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June 30th, 2020 Issue

Click here to download the PDF or scroll down to read the articles.

Explanation of Residential Billing Irregularities

Software issues with the Feb. 28th billing cycle resulted in the sewer charges not averaging for approximately half our residential customers. The software did not apply the correct average to the sewer charge which resulted in some bills being higher and some bills being lower in the Feb. 28th billing cycle. The April 30th cycle’s bill included an adjustment, either a credit or an additional charge, to fix that mistake.

Furthermore in the April 30th billing, for those customers who had not paid their Feb. 28th bill, the previous balance was included in the current sewer charges, rather than as a separate outstanding balance line item, which may have given the impression of sewer charges in excess of the use during the billing cycle.

The City would like to formally apologize for how this presented itself on the bills and the confusion or frustration this may have caused. While the billing has been corrected, the City can and will do better at communicating these issues with the public.

The City has determined that the irregularities in billing were primarily associated with the conversion of the City’s billing processes resulting from the 2019 rate study (see page 3).  As this conversion has now been completed and combined with additional steps taken to monitor and ensure consistency, the City will provide accurate, reliable billing in subsequent billing cycles. This is the standard the public expects and the City will rise to meet and exceed those expectations.

If you have questions about your specific bill, please contact our utility clerk at (360) 384-4269 or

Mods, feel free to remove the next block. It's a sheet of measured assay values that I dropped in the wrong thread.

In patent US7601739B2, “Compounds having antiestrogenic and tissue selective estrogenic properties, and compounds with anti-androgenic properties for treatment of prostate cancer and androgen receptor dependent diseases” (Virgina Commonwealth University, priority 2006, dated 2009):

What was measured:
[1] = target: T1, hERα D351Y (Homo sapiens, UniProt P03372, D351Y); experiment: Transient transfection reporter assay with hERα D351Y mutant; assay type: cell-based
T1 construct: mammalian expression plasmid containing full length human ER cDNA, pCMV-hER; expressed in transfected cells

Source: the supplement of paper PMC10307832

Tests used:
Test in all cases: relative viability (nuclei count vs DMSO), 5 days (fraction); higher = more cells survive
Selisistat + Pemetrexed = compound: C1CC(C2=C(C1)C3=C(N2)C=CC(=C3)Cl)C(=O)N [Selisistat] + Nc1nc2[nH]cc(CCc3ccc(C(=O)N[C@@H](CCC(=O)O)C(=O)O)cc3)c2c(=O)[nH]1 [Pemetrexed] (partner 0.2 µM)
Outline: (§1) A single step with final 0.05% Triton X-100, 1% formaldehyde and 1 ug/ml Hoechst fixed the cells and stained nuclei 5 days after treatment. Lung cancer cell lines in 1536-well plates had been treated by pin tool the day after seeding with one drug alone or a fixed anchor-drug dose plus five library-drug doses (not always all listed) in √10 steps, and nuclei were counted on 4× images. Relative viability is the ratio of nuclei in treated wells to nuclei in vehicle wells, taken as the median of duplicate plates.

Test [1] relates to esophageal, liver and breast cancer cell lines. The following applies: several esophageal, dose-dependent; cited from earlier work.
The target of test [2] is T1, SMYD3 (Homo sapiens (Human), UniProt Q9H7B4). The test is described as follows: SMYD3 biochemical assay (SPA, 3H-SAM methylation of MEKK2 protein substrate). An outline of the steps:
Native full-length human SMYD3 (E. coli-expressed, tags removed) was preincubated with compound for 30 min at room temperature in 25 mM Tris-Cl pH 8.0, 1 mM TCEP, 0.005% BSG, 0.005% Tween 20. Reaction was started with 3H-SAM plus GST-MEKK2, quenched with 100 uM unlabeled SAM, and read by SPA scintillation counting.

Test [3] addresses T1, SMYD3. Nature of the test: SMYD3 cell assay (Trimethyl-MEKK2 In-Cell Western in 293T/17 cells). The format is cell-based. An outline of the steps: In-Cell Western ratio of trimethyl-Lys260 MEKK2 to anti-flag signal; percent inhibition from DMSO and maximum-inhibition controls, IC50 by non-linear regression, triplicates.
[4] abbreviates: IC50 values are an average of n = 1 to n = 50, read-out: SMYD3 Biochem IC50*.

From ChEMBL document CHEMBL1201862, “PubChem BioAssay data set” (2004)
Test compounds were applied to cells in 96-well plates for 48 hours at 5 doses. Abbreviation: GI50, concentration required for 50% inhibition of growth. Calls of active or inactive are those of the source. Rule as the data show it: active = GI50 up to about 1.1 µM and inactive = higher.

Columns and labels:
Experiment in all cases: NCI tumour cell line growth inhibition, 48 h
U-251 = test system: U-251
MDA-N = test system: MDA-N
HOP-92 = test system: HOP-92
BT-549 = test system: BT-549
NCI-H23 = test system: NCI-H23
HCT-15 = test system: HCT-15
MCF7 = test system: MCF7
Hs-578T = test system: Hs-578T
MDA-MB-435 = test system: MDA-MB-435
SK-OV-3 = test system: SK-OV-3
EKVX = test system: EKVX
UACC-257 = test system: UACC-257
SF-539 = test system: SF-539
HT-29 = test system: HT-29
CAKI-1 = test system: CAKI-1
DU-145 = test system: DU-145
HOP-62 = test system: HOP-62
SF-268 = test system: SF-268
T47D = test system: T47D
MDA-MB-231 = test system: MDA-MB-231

City Brings New Well Online

In 2017, the City began drilling a new well (“Shop Well 2”, in the diagram on the right) to expand the capacity of the city’s water system. Beginning in the summer of 2020, the well is coming online and will begin augmenting the supply.

The new well reaches down over 1,000 feet to access a brand new aquifer. Initially it will provide approximately a quarter of the water needed for the City, but as the expansion of the Water Treatment Facilities (see below) are completed in 2021, the flow from this well can be increased.

This new resource should provide for the City’s needs as we grow and expand into the future.

That said, water is still a precious resource and it is time for our annual water conservation measures. For more details on that, see below.

For more details on the new City well, check out

Expanding our Water Treatment Facilities

To better process the new water being added to our system and expand our capacity, the City is upgrading its Water Treatment Plant. The project, set to be completed in 2021, is intended to convert the existing drinking water treatment system to a 100% reverse osmosis treatment system. This is a similar process to what is used by most bottled water companies. The very pure reverse osmosis treated water will be remineralized using calcium carbonate (calcite) so that the water is not too soft and not too hard, similar to the water hardness prior to 2012 when the City utilized water from the Nooksack River.

What Does That Mean for the Flavor?

The new well is in a completely separate aquifer than the current supply and will result in some changes to the taste of City water. There are many factors that influence the flavor of City water, not the least of which are your own personal preferences. Throughout this process, our team at the Water Treatment Plant will continue to ensure that the water is safe and reliable. Full water quality reports can be found at 

A New Way of Calculating Your Sewer Bill

With rising operating costs and scheduled expansions to the City’s infrastructure, the City conducted a rate study in 2019. This study took a comprehensive look at the utility revenues, costs and billing and
proposed adjustments in rates needed to pay for forecasted changes in expenses in a fair and equitable way.